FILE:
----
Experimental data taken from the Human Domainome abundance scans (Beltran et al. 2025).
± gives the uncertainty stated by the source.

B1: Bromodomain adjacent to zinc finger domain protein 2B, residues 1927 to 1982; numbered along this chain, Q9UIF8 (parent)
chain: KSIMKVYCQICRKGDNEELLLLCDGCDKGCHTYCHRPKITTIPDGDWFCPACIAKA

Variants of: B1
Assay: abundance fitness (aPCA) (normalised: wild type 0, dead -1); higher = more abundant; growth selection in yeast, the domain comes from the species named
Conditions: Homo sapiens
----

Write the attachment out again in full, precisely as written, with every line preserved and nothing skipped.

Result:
Experimental data taken from the Human Domainome abundance scans (Beltran et al. 2025).
± gives the uncertainty stated by the source.

B1: Bromodomain adjacent to zinc finger domain protein 2B, residues 1927 to 1982; numbered along this chain, Q9UIF8 (parent)
chain: KSIMKVYCQICRKGDNEELLLLCDGCDKGCHTYCHRPKITTIPDGDWFCPACIAKA

Variants of: B1
Assay: abundance fitness (aPCA) (normalised: wild type 0, dead -1); higher = more abundant; growth selection in yeast, the domain comes from the species named
Conditions: Homo sapiens